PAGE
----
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Purloin the Golden Egg

The study I just finished reading concluded that a game became harder when the difficulty level of that game was increased. I am trying to refrain from making my own conclusions that that study was empirically valid but somehow bankrupt of insight. To be fair, I will pore over it again, as I have more than just a sneaking suspicion that it is in fact my mood that is precluding me from the true meat of the article. The question laying heavily on my mind currently is just as irrelevant as it is vexing: Has anyone in Game Studies actually figured anything out, or is everyone just as lost as I am? Furthermore, why am I even fretting about that? Implicitly, if this be the case, it ought to act as a call to arms, so to speak. In other words, the fact that many of the studies I have been reading recently conclude rather inconclusively should mean that there are larger, shinier golden eggs out there waiting to be found. I suppose I fret the way I do because I want to be the person who purloins that golden egg. In many ways, it seems as though I am looking for advice in a place where very little exists. This is some kind of existentialist quandary akin to creating purpose and meaning where there is none. So, this ought to be motivating. Though recently this has not been the case. I will figure this out.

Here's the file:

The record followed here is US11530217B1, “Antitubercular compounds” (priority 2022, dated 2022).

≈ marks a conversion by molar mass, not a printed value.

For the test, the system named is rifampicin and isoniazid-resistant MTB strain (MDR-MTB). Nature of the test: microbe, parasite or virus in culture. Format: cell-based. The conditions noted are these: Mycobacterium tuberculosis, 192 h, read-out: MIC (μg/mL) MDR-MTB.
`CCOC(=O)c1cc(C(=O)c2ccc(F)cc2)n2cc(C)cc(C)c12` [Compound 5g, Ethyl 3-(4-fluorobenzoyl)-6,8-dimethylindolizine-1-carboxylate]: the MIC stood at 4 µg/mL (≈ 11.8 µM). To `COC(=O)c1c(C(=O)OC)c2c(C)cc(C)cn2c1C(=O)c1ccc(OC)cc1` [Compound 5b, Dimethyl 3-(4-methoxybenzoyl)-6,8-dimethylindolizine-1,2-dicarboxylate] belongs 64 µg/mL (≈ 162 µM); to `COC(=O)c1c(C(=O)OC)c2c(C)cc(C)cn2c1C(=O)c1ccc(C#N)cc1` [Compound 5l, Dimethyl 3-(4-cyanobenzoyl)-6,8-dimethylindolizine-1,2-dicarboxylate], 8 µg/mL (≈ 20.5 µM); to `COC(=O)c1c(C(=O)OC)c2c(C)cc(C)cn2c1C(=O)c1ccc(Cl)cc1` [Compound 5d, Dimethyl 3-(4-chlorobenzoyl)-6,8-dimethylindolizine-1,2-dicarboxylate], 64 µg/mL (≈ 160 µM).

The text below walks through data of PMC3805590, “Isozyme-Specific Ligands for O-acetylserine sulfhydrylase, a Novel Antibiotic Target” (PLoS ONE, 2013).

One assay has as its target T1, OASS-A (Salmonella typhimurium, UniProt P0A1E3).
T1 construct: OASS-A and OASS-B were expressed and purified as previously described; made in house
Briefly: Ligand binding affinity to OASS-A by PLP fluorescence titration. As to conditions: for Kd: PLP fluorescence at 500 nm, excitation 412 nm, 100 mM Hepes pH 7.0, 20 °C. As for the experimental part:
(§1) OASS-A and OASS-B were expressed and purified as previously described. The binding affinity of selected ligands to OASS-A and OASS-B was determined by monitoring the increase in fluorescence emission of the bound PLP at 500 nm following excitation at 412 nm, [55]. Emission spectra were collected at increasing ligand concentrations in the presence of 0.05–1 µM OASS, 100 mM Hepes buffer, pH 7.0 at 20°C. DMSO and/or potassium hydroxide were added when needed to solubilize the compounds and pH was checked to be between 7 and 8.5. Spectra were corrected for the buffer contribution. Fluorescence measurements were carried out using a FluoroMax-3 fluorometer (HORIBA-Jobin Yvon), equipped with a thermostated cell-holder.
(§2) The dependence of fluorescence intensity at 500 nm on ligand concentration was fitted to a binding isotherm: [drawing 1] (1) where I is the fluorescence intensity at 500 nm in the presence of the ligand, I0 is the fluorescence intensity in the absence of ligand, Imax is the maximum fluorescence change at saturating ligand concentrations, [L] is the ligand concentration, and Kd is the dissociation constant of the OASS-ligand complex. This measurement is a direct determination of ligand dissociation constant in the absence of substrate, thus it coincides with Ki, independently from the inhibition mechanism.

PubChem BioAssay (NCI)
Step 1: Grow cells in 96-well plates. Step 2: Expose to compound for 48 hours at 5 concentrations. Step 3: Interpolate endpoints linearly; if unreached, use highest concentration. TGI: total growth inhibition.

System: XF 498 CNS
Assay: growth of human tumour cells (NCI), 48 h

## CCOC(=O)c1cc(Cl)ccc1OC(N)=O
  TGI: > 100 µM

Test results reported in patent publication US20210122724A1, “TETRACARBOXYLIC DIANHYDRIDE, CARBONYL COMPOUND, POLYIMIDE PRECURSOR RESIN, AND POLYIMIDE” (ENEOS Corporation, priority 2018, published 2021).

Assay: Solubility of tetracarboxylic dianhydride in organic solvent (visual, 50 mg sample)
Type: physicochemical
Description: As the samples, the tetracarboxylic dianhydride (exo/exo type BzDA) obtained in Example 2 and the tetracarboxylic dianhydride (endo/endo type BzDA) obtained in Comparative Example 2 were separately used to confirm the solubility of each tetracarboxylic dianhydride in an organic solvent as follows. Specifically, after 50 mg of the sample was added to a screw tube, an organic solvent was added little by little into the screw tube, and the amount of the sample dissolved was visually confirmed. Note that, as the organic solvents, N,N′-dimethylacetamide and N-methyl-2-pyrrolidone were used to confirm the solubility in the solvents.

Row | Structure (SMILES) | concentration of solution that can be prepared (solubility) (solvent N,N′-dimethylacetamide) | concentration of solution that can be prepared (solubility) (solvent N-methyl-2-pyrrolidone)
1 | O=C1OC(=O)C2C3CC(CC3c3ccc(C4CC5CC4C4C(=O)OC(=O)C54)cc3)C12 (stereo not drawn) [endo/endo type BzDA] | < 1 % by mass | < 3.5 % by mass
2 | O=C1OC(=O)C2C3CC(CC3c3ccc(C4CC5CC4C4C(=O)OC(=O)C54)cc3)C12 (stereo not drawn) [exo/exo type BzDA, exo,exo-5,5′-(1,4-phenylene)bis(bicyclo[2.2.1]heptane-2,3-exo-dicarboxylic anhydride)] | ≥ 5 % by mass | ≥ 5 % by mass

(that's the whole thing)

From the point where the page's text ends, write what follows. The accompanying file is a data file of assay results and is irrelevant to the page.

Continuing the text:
About the Author

PhD Candidate in Japan, researching Narrative in Games. Responds favorably to Thrash Metal, Karaoke, and Dungeons & Dragons.

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